Circuit Board Repair Guide > Basic Circuit Board Repair Procedures > 2.3.5 Coating Removal Using Grinding / Scraping Method

Coating Removal Using Grinding / Scraping Method

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Repair a Conductor | Plated Hole Repair | Base Board Repair | Replace Solder Mask or Coatings

This coating removal procedure covers the use of various grinding and scraping tools to remove coatings.

A knife or dental style scraper is used when a scraping method is desired. A hand held drill is used when a grinding technique is desired. A wide variety of rotary abrasive materials including ball mills may be required. To determine the appropriate coating removal procedure the coating must first be identified. Refer to procedure number 2.3.1. Coating Removal, Identification of Coatings.

Caution
Abrasion operations can generate electrostatic charges.

IPC Acceptability References
IPC-A-600 2.0 Externally Observable Characteristics
IPC-A-610 10.0 Laminate Conditions

Related Procedure References
CTC 1.0 Foreword - Circuit Board Repair Guide
CTC 2.1 Handling Electronic Assemblies
CTC 2.2.1 How to Clean a Circuit Board
CTC 2.2.2 Cleaning Circuit Boards, Aqueous Batch Process
CTC 2.4.1 Replace Solder Mask or Coatings on Printed Circuit Boards
CTC 2.4.2 Replace Conformal Coatings and Encapsulants on Circuit Boards
IPC 7721 2.3.5 Coating Removal, Grinding/Scraping Method

Tools and Materials
Ball Mills
Brushes
Cleaner
Micro Drill System
Microscope
Knife
Rubberized Abrasives
Scraper
Wipes
Wood Sticks
 
Coating removal required at outlined area
Coating Removal Required
At Outlined Area


Printed Board Type: R/F/W/C  |  Skill Level: Expert  |  Conformance Level: High  |  Rev.: E  |  Rev. Date: Jul 7, 2000

Scrape damaged coating with knife

Fig. 1: Scrape away damaged or unwanted coating with a knife or scraper.


Rubberized abrasives to remove thin, hard coatings

Fig. 2: Rubberized abrasives are
best used to remove thin, hard
coatings.


Procedure - Scraping
   
1.  Clean the area.
 
2. Remove the damaged or unwanted coating or solder mask using a knife or scraper. Hold the blade perpendicular to the coating and scrape from side to side until the desired material is removed. (See Figure 1).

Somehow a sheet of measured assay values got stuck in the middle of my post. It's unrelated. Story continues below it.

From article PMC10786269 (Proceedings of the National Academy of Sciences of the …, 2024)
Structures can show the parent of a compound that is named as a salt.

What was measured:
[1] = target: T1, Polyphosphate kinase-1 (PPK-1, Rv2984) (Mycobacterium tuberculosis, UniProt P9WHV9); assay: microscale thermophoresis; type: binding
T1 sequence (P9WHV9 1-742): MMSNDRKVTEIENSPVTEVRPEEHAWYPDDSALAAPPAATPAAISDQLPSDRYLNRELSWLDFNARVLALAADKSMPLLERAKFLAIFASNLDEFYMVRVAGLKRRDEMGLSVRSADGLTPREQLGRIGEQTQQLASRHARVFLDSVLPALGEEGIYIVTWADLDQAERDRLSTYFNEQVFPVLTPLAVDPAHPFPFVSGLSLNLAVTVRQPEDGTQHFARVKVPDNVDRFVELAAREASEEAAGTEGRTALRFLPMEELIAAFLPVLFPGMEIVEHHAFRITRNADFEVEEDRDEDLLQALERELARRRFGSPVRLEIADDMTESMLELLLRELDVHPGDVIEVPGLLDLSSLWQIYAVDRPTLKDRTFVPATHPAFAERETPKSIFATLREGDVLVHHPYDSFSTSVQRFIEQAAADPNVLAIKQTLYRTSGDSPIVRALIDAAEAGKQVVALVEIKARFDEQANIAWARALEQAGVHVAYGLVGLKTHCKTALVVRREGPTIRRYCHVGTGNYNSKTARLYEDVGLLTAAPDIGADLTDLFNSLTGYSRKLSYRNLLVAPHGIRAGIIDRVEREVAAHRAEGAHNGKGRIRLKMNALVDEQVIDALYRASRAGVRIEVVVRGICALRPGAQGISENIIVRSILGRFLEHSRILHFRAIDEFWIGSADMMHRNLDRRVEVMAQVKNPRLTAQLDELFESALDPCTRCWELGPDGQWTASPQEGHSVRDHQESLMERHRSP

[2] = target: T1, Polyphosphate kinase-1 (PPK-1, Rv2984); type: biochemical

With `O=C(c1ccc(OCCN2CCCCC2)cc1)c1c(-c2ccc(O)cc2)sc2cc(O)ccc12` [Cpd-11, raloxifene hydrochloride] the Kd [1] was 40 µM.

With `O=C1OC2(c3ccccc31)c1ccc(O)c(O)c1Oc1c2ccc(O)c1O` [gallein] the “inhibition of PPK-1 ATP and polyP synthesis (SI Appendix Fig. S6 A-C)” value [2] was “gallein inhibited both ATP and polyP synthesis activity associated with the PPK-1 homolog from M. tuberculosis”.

3. Remove all loose material and clean the area.
 





Procedure - Grinding
   
1.  Clean the area.
 
2. Insert an abrasive tip into the hand held drill. Abrade away the damaged or unwanted coating. Move the tool from side to side to prevent damage to the circuit board surface. (See Figure 2).
   
3. Remove all loose material and clean the area
 
Note
Rubberized abrasives of the proper grade and grit are ideally suited for removing thin hard coatings from flat surfaces but not for soft coatings since these would cause the abrasive to "load up" with coating material and become ineffective.

Rotary brushes remove soft coatings

Fig. 3: Rotary brushes are best
used to remove soft coatings.


Rotary brushes are better suited than rubberized abrasives on contoured or irregular surfaces, such as soldered connections, etc., since the bristles will conform to surface irregularities while removing hard or soft coatings. (See Figure 3).
 
Note
The procedure for removing thick coatings is primarily to reduce their thickness to a thin coating and then to remove the remaining thin coating by the scraping method.

Verify complete removal of coating

Fig. 4: Coating removal complete.


Evaluation
   
1.  Visual examination or UV light may be used to verify complete removal of  coating.
   
Micro Drill System used for milling, drilling, grinding, cutting and sanding circuit boards

Fig. 5: Micro Drill System.
 




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